Fortnite took everything from PUBG and made it infinitely better, argues Rossko.
Just before Christmas I picked up an Xbox One S in the Black Friday sale. I had been waiting a long time to get an Xbox One, knowing that it would probably be a paperweight next to my primary consoles, the PS4 and the Switch. I’ve always been quietly curious about getting an X1, but it has never proved itself to be an essential purchase for me. Still, I saw a cracking deal and picked one up. With it, I grabbed Player Unknown’s Battlegrounds.
You know PUBG, right? It’s proved rather popular over the course of the year. The Xbox release was the first time it had dropped anywhere but PC and anticipation was high to see what the hell the fuss was all about in regards to its popularity. Xbox owners were foaming at the mouth, ready to rub it in the faces of the ‘Ponies’ who weren’t getting access to their console exclusive. This was Microsoft’s big Christmas game and by all accounts, it sold in big numbers, as was expected.
Me? Well, the console version is total garbage and I fucked it off almost instantly.
It’s beyond me how the Xbox version of PUBG is acceptable. Hiding precariously behind its ‘Game Preview’ moniker, it’s almost a free pass to allow the game to wollow in utterly miserable mediocrity. I have seriously never played a game so utterly devoid of polish that I’ve paid real life actual money for, the kind of money with the Queen’s head on it? You’re probably familiar. The game plays basically well enough, but I will never subscribe to the ‘lag is a feature’ that the PUBG hardcore is so famous for touting.
Give me a break. It’s a mess and Xbox owners, yet again, have been duped.
So then, I wanted to get in on this ‘Battle Royale’ genre that seemed so popular but not through the demonstrable garbage fire that was the Xbox PUBG ‘experience’ – and no, I’m not buying a One X to play a version of the game with the same lag but some more straight lines -, fortunately, Epic Games had something up their sleeve.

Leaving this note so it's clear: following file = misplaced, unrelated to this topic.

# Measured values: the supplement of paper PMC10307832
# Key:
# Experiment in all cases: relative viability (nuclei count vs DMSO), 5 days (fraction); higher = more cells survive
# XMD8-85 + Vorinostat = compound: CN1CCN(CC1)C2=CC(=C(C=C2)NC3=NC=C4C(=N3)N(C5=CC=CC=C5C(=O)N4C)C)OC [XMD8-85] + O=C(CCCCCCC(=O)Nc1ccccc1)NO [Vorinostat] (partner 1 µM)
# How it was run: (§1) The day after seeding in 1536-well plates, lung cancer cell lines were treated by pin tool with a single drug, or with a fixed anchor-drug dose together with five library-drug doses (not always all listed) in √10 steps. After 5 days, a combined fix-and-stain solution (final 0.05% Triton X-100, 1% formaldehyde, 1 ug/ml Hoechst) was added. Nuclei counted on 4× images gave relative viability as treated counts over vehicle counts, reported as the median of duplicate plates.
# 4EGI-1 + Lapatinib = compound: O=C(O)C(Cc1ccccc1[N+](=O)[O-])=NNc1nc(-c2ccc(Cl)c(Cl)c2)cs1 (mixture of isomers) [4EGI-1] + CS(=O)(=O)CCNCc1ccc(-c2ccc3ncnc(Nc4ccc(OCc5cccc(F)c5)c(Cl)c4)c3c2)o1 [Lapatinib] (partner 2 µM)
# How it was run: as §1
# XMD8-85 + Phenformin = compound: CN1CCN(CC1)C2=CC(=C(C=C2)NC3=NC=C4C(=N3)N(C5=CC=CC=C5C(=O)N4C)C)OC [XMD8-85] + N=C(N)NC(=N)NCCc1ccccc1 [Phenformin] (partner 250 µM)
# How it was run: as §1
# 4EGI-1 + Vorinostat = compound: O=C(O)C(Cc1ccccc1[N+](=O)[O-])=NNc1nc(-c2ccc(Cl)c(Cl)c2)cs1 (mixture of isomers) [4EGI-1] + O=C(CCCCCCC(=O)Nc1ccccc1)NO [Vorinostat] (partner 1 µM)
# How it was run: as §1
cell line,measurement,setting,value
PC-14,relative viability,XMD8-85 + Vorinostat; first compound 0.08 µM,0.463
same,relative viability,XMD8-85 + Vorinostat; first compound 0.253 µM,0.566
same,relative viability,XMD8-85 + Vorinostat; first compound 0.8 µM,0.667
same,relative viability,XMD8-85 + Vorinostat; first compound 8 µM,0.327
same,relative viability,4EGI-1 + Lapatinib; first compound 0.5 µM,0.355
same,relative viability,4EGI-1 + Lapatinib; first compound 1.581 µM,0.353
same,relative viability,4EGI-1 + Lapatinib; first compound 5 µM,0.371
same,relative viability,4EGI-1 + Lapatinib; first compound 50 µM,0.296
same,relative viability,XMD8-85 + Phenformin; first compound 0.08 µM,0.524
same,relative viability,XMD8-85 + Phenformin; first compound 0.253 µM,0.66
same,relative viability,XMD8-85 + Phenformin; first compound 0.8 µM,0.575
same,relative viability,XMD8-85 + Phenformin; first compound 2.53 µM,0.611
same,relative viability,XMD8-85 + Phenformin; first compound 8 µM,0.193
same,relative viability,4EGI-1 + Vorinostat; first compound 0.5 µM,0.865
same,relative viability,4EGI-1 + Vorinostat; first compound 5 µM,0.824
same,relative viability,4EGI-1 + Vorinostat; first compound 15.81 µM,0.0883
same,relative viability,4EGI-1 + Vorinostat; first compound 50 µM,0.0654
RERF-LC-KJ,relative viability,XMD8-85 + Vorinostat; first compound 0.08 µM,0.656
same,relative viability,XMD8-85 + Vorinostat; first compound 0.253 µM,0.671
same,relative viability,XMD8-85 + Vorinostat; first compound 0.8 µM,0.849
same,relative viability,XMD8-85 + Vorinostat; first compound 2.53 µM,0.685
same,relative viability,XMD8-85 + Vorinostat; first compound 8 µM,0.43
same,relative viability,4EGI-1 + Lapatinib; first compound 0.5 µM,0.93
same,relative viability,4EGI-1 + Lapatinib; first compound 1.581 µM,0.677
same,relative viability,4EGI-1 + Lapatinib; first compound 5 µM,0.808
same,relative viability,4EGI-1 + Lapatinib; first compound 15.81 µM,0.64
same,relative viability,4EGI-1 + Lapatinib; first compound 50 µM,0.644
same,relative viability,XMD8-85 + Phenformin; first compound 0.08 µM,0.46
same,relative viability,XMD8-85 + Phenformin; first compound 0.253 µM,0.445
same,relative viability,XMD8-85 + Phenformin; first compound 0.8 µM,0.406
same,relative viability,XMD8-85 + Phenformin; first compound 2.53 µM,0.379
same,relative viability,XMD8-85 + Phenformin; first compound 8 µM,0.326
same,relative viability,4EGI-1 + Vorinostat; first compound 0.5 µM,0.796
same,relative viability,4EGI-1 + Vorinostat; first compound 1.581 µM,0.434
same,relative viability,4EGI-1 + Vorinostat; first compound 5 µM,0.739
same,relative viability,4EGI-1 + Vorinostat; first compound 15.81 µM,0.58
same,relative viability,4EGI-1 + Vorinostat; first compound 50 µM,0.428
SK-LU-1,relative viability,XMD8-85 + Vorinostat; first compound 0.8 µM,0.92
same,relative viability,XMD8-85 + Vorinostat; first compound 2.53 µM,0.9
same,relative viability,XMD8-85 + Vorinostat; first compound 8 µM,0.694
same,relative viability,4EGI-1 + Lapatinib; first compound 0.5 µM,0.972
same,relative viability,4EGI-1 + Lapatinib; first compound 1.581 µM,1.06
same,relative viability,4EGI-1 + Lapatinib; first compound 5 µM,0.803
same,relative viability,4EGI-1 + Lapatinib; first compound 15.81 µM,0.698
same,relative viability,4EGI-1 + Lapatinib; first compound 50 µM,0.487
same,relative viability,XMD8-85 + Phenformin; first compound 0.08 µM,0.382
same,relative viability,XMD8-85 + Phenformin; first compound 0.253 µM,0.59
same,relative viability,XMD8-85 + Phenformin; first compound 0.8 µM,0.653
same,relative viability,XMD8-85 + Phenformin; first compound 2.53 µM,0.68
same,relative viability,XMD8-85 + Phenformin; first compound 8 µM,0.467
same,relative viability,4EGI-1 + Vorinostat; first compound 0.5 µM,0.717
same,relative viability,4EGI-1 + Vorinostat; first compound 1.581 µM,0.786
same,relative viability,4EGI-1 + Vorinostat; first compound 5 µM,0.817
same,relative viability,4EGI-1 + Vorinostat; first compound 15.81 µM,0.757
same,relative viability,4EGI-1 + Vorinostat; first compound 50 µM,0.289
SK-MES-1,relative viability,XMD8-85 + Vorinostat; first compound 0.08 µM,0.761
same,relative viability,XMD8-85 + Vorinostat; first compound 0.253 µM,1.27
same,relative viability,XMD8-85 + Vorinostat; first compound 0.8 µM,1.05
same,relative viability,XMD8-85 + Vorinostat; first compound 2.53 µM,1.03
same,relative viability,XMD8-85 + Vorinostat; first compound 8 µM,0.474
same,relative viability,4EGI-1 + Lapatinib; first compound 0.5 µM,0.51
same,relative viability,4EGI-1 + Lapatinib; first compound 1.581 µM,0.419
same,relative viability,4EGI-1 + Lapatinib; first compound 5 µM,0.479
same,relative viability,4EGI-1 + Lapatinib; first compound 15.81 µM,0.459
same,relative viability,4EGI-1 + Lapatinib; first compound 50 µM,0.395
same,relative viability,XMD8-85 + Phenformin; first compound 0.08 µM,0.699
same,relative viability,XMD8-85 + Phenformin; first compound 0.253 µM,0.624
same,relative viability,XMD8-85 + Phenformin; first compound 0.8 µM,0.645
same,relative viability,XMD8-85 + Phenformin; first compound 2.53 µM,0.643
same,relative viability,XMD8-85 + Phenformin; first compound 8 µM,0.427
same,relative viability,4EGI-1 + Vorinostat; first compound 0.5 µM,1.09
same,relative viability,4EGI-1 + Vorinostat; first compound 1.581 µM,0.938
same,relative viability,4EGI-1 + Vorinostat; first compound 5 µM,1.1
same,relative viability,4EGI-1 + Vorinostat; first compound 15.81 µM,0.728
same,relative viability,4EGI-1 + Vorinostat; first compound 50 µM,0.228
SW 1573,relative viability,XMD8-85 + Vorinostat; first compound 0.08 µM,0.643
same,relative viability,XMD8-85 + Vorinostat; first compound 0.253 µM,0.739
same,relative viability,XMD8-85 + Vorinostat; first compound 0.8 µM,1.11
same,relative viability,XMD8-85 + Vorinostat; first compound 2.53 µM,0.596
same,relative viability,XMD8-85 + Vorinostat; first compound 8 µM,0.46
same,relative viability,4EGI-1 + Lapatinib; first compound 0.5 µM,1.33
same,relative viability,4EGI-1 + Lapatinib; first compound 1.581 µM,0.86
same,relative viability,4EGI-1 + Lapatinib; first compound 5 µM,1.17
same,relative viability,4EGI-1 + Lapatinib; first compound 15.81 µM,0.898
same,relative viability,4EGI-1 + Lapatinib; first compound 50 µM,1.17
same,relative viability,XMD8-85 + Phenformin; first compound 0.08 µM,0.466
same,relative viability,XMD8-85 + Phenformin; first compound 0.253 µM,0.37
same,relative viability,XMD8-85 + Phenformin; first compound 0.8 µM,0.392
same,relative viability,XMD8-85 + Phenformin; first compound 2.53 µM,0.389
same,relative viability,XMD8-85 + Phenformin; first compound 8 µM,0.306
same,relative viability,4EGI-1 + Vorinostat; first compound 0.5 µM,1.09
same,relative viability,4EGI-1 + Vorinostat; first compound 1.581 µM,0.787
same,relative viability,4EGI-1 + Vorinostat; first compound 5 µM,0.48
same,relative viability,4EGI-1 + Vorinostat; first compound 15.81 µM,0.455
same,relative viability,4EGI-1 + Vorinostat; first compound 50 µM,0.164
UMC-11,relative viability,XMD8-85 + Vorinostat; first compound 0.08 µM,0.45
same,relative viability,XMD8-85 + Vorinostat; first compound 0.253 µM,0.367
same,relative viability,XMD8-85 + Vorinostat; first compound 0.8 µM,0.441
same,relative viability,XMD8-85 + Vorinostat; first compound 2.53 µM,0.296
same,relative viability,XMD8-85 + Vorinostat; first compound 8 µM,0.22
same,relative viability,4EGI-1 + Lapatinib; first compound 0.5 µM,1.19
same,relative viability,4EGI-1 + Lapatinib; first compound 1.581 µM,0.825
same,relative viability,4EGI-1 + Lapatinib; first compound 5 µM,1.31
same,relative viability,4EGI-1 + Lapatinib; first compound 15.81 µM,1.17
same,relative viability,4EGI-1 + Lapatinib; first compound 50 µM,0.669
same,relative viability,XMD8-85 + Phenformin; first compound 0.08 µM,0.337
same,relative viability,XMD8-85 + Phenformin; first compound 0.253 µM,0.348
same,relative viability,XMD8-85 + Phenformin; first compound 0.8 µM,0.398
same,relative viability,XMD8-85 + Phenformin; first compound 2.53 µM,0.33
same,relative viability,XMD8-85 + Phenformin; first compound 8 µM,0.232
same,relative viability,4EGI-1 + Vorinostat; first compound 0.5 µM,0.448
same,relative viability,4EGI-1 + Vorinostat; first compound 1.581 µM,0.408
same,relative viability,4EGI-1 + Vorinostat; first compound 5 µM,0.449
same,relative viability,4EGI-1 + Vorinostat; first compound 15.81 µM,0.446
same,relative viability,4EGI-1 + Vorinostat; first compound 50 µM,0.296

Fortnite Battle Royale is at the time of writing one of my favourite games. Yes, it plays like a more colourful version of PUBG – Battlegrounds is here more or less underneath Fortnite’s striking visual style, with the ever-shrinking circles, loot appearing from the sky, parachuting down to the play area, it all feels very similar and familiar, and yet Epic Games have added just enough to ensure that the experience here is unique enough to set it apart from the competition and keeps me coming back to their Battle Royale modes.
The map is a major beneficiary to ‘which game is better’ argument. It’s much smaller in scale to PUBG’s famous Erangel map, and as such, it’s far easier to run into a number of the 100 players that fill these tight quarters, allowing for almost instant conflict. Of course, this is dependent on where you land at the beginning, but with the map not being quite as spread out, you can easily find yourself surrounded if you’re not lucky enough to land somewhere a little more deserted. I’ve had experiences where I’ve landed, thinking I was alone so I gave myself a bit of time to run into a house to find myself a weapon and heard the footsteps of a squad that’s landed on the roof.